Building good software – Lessons learned. [Pt.2 – Usability]

Usability Testing

1. Skip the opinion – focus on usability.

Question If you’re getting feedback from your users as to what they think about
a feature or product most people will default to being polite, rather than
bluntly answering honestly and risk hurting your feelings.  But it’s not about their opinions – it’s about how simply they can reach their objective.

Therefore, during testing, direct users to perform functions and
elicit feedback on the difficulty of completing the scenarios.  “Add an order.”  “Approve an Invoice.”  “Send an email.”  “Invite a friend.”  This gives the user an objective
function to perform and allows you to assess the friction involved in its

2. Don’t spoon feed users questions while testing.

3495277112_46da1d12f3_m Many people love to follow step-by-step instructions when learning new
things.  When testing
out new features be sure to script out scenarios that don’t specifically match
labels and terminology in your application. 

For example, if you want the user to book a nurse into an open job
order and you have a button labeled “book a nurse” give them less descriptive
terms to complete this task such as – “perform the function of filling a shift,”
“approve a time card,” or “locate a healthcare professional for your assignment.”

3.   If you’re not
prepared to make changes – don’t test features with your users.

I’ve talked to a lot of companies that think beta testing is really
just demoing or “pre-training” their users.  It’s not.  It’s
about showing, studying usability, receiving feedback, making changes and
testing again.  One of the most
critical mistakes that can be made in software development is to release a
feature with the intent of improving it based on user feedback but never following
through with the improvements.  Over time you’ll build up so much technical debt that your application will suffer tremendously, leading to many unhappy users.

4. Don’t take it personally.

3666000322_8840499617_b Your expectations are usually going to be high prior to releasing a
new product or feature.  This is something
you’ve thought of, designed, talked about, studied, built, tested and now
You might find yourself wondering how people aren’t seeing what they are
“supposed to see.” 
Just remember, your
users are seeing it for the first time.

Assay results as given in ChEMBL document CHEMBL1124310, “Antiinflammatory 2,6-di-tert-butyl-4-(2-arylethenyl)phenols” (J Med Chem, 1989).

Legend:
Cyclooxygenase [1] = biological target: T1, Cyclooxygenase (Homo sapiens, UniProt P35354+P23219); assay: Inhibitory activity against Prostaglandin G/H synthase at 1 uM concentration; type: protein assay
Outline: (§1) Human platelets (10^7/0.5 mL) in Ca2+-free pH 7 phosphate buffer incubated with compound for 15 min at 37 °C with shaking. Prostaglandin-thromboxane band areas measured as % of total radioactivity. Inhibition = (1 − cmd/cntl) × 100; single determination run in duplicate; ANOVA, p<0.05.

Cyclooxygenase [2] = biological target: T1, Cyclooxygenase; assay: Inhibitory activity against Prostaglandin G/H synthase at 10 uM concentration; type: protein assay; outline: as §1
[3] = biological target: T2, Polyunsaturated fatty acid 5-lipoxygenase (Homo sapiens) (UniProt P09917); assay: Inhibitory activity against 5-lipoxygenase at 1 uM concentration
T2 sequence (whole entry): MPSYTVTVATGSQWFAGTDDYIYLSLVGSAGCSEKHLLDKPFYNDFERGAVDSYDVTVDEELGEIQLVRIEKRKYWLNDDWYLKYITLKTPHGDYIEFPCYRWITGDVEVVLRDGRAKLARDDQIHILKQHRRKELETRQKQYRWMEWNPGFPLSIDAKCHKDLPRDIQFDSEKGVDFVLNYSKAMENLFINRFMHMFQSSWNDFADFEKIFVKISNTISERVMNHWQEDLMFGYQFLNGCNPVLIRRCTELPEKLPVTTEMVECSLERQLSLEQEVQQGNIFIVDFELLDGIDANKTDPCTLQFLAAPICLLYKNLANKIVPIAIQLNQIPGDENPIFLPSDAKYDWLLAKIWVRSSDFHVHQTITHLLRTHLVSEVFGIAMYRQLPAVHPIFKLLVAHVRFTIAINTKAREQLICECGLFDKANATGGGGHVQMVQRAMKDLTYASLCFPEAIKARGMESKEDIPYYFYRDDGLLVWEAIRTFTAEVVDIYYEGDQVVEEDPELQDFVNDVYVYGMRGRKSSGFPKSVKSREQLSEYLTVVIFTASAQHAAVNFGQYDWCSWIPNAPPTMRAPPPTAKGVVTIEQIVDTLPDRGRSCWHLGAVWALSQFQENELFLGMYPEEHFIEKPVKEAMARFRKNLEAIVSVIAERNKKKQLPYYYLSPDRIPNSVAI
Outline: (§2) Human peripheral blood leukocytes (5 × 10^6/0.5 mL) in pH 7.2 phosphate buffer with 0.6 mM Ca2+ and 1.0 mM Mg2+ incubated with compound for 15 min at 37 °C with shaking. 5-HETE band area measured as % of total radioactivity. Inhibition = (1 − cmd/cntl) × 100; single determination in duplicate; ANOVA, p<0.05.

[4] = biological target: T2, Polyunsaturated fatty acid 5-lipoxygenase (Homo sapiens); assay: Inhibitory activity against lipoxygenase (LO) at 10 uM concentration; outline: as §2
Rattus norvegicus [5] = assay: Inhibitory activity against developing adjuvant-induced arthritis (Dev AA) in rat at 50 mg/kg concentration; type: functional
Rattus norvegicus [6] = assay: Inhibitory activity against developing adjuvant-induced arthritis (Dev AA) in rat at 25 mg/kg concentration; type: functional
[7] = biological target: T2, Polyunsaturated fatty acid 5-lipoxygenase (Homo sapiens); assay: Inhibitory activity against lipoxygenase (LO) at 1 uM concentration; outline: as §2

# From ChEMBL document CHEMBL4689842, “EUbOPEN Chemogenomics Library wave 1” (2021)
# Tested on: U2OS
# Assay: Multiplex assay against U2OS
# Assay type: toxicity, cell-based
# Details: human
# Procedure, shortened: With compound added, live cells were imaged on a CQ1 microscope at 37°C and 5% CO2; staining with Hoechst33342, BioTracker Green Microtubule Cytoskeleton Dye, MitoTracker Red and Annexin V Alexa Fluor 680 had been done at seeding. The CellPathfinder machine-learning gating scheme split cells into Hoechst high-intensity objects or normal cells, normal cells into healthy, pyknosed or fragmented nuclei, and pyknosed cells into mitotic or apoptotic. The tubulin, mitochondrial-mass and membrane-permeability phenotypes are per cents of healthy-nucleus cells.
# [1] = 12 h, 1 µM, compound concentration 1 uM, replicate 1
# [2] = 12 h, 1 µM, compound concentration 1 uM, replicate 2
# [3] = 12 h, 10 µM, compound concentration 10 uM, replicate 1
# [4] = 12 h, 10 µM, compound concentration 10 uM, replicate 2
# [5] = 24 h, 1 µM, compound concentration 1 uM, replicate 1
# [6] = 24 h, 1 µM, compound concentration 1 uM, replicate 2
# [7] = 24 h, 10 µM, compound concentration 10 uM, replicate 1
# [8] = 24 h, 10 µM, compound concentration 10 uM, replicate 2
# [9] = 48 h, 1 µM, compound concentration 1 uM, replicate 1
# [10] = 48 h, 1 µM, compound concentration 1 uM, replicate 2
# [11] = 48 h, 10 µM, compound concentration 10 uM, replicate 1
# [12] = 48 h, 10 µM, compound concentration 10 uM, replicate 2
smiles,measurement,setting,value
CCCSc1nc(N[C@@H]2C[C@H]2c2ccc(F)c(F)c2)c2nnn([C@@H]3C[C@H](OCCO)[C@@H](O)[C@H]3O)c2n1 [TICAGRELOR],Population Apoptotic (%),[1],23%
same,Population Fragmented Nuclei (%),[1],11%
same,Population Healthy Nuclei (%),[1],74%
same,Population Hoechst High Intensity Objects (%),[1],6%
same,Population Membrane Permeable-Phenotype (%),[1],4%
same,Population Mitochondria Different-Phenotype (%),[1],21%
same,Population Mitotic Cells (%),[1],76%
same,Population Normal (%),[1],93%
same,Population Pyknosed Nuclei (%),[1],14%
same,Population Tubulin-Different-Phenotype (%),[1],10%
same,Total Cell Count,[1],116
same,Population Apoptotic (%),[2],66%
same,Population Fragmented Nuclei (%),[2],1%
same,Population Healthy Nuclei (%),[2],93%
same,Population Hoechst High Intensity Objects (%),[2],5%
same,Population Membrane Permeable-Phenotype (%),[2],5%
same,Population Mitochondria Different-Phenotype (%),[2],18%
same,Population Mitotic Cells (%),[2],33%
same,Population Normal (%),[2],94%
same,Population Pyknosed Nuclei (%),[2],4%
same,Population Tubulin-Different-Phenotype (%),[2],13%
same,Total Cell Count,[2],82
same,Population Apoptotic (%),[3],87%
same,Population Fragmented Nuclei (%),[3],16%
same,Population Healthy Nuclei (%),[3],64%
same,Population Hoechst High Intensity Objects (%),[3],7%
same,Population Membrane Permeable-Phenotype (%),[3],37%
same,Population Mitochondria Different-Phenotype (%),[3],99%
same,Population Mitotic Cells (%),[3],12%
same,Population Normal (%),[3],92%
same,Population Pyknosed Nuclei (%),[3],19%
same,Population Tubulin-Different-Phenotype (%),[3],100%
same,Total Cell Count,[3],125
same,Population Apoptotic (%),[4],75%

I remember the first few years I was involved with releasing new
features and products.  I would get really excited and look forward to hearing good feedback.  Over the years I’ve come to learn that
good feedback mostly comes in the form of silence.  Users can be quick to complain and very rarely
compliment.  If they say nothing about
the changes you’ve made you probably did a good job.

Releasing new features or products can be a humbling experience – but
don’t take it personally.  Be
grateful for the feedback that will allow you to make a better product.

5.  It’s always a beta

3648040792_4909afee34_m Create an environment through which your customers can give you feedback.  Make it easy for people to contact you
via email or phone.  There are few
things more annoying than endlessly searching a website for a company’s contact
information or making your way through the maze of numbers to push in order to get
to a human on the phone.

Creating forums, micro-sites or using customer feedback tools is a
great way to allow your clients to give their input and communicate with you
directly so they know they are being heard.  Without such a platform, clients and business partners may
be venting their frustrations about your company elsewhere on the web, in
places you have no control over.


Creating software is a passion of mine and has been an incredible experience over the last 7 years.  I’m sure there are several other tips and things I’ve learned that I may post at a later date, but these are definitely at the top of my list.  If any other readers have additional tips please post them.

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Building good software – Lessons learned. [Pt.2 – Usability]

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